“Strive to enter through the narrow door. For many, I tell you, will seek to enter and will not be able.” Luke 13:24
The Son rises.
God impressed those words upon my heart a few days ago as my family participated in our church’s Easter sunrise service. I had closed my eyes in worship, and while we sang, I began to feel the heat of warm rays reaching my legs as the sun crested over the treetops. And God whispered into my spirit, “the Son rises.”
He does, you know. The Day of the Lord draws nearer with each setting sun. My heart rejoices with anticipation for His approaching glory. But concern quickly follows my joy. Concern for the lost—particularly the lost within the church.
Yes, dear one. You read that correctly. Many who sit in our pews are lost. And my Father has burdened my heart for them. Which is why our recent celebration of our Savior’s resurrection seemed a perfect opportunity to write this plea.
Are you sure that Jesus knows you, beloved?
Even as I write the question, I know many will recoil from it. In a generation raised on the certainty of a magic prayer, the question seems unthinkable. Who am I to cause someone to doubt their salvation?
And yet, nowhere in scripture can I find the assurance of magic words. Instead, I find plea after plea to live by faith according the Word of God, and “…to walk in a manner worthy of the Lord, fully pleasing to him: bearing fruit in every good work and increasing in the knowledge of God (Colossians 1:10).”
So, I write in obedience to 2 Corinthians 13:5.
Examine yourselves, to see whether you are in the faith. Test yourselves. Or do you not realize this about yourselves, that Jesus Christ is in you?—unless indeed you fail to meet the test!
We can say that we know Jesus, beloved. But scripture teaches that what will save us on the day of judgment is whether Jesus declares that He knows us.
“Not everyone who says to me, ‘Lord, Lord,’ will enter the kingdom of heaven, but the one who does the will of my Father who is in heaven. On that day many will say to me, ‘Lord, Lord, did we not prophesy in your name, and cast out demons in your name, and do many mighty works in your name?’ And then will I declare to them, ‘I never knew you; depart from me, you workers of lawlessness.’” Matthew 7:21-23
Precious one, when Jesus walked upon this earth, He issued a warning. Nestled between teachings about bearing good fruit and building on the rock of His Word, He declared that when He returns, many will cry out in baffled surprise when He refuses them.
Indignantly, they will plead their case. They called Him Lord. They served Him, even doing mighty works in His name. Of course they belonged to Him! Yet Jesus will declare, “I never knew you; depart from me…”
He issues a similar warning in the parable of the ten virgins.
“Then the kingdom of heaven will be like ten virgins who took their lamps and went to meet the bridegroom. Five of them were foolish, and five were wise. For when the foolish took their lamps, they took no oil with them, but the wise took flasks of oil with their lamps.” Matthew 25:1-4
Notice that all ten believed they were betrothed to the bridegroom. All ten fully expected admittance into the wedding feast. But five of them had no oil in their lamps. Lamps without oil produce no light. Five did not examine themselves and failed to meet the test.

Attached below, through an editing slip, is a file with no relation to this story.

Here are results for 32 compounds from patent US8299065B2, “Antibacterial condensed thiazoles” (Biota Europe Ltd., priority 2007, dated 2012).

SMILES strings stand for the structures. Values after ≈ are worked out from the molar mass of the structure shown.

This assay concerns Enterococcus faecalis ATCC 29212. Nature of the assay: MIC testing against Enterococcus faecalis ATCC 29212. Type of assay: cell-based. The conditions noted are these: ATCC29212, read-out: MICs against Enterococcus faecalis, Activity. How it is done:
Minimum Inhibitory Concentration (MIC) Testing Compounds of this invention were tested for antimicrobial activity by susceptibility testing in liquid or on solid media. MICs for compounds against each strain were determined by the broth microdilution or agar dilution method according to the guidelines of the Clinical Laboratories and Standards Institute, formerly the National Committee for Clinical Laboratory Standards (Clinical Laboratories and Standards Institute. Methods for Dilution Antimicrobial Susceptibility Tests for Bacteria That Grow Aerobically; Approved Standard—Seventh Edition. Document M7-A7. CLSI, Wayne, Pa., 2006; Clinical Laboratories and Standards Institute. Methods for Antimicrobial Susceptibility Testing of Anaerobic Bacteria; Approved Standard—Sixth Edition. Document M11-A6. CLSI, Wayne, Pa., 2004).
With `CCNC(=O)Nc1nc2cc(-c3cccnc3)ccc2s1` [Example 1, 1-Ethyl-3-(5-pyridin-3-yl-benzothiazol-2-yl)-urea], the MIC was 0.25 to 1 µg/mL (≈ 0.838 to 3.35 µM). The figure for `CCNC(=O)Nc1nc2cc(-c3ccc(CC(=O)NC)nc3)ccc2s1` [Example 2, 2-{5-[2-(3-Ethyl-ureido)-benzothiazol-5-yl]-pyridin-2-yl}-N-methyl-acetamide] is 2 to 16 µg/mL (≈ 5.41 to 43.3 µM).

After a delay, the call rang out.
“’Here is the bridegroom! Come out to meet him.’ Then all those virgins rose and trimmed their lamps. And the foolish said to the wise, ‘Give us some of your oil, for our lamps are going out.’ But the wise answered, saying, ‘Since there will not be enough for us and for you, go rather to the dealers and buy for yourselves.’” Verses 6-9
You may be tempted to judge the wise virgins’ unwillingness to share their oil. But the truth is, our salvation can’t provide someone else entry into the kingdom. Everyone must receive their oil from the Bridegroom Himself. Only He can give the Holy Spirit through an authentic encounter that results in repentant faith.Looking like a Christian won’t make you one. Many follow people but never follow Jesus. Click To Tweet
The five virgins without oil discovered they acted too late. The bridegroom arrived while they were trying to figure out how to get oil.
“… and those who were ready went in with him to the marriage feast, and the door was shut. Afterward the other virgins came also, saying, ‘Lord, lord, open to us.’ But he answered, ‘Truly, I say to you, I do not know you.’” Verses 10-12
Jesus’ words in the parable echo those from Matthew 7:23. I never knew you. His next words offer a mirror with which we can examine ourselves. “Depart from me, you workers of lawlessness.”
Our works in Jesus’ name mean nothing if our hearts remain bound to the lawless one. Judas offers proof of that. He preached and performed miracles in Jesus’ name, yet he never repented of the evil in his heart. Greed made him a thief and a liar, willing to sell his friend for 30 pieces of silver. Though he walked beside true disciples, lack of repentance kept him from becoming one.
So you also outwardly appear righteous to others, but within you are full of hypocrisy and lawlessness. Matthew 23:28
We cannot follow Jesus and embrace the ways of the world. You must choose, beloved. Jesus or the world. His Word doesn’t allow for both.
“For the gate is narrow and the way is hard that leads to life, and those who find it are few.” Matthew 7:14
Repent, dear one. Leave the world and cling to Jesus. Invite Him to govern your heart, and He will count you among them.